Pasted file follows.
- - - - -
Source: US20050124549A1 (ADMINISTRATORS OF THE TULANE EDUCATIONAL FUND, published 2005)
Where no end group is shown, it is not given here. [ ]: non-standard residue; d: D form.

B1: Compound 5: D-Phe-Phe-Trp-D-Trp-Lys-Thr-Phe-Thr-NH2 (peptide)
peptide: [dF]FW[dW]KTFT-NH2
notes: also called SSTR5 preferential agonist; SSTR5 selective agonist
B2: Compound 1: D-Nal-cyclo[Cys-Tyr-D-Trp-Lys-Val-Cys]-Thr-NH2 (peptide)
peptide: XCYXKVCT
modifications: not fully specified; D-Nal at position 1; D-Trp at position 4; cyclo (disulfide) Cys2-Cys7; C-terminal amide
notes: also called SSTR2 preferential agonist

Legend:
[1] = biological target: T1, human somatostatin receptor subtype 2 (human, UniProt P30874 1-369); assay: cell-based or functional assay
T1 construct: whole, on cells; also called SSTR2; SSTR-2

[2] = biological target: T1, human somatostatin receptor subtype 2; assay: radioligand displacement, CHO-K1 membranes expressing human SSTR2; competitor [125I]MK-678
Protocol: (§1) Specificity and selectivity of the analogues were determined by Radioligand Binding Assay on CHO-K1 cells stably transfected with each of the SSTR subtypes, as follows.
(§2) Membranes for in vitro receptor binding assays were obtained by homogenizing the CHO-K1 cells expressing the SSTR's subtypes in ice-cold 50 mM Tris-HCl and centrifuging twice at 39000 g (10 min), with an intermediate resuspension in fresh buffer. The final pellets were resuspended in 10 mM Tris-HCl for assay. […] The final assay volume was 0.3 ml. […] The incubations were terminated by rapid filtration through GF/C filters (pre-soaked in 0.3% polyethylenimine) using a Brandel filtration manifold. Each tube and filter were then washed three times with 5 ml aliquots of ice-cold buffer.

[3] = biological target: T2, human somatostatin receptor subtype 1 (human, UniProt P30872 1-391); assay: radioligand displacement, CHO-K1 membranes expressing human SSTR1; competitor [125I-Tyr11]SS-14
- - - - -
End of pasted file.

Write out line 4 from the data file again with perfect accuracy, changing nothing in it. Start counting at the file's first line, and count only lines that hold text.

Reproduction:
peptide: [dF]FW[dW]KTFT-NH2